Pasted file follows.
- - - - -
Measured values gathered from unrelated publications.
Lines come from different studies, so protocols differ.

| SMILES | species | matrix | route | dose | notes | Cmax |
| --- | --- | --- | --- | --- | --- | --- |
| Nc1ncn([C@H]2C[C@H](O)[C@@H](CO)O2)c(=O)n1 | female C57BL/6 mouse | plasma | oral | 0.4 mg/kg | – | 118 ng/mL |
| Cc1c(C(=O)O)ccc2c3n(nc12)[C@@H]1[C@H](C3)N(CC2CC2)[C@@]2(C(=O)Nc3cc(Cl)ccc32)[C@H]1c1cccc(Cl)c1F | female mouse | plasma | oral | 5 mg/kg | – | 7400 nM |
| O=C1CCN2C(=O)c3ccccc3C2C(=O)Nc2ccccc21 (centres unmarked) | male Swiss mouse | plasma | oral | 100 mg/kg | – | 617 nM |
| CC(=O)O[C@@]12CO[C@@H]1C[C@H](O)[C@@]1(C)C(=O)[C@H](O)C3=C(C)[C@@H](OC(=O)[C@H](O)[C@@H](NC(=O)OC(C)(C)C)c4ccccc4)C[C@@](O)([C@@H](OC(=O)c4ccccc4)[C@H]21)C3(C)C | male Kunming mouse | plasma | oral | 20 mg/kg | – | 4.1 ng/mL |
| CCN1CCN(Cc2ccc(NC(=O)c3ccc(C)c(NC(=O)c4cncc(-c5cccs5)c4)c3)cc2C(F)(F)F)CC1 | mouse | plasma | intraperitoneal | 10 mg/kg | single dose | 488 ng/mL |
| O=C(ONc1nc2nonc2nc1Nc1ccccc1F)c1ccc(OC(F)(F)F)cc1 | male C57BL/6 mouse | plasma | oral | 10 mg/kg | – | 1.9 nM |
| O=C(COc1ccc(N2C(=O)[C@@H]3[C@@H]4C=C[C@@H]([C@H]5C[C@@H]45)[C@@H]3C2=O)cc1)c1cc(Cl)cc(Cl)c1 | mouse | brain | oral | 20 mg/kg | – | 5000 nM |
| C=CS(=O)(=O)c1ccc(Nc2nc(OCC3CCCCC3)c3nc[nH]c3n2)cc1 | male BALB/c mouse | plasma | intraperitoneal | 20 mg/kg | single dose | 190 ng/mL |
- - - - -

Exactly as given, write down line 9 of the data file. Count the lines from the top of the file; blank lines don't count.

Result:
| CCN1CCN(Cc2ccc(NC(=O)c3ccc(C)c(NC(=O)c4cncc(-c5cccs5)c4)c3)cc2C(F)(F)F)CC1 | mouse | plasma | intraperitoneal | 10 mg/kg | single dose | 488 ng/mL |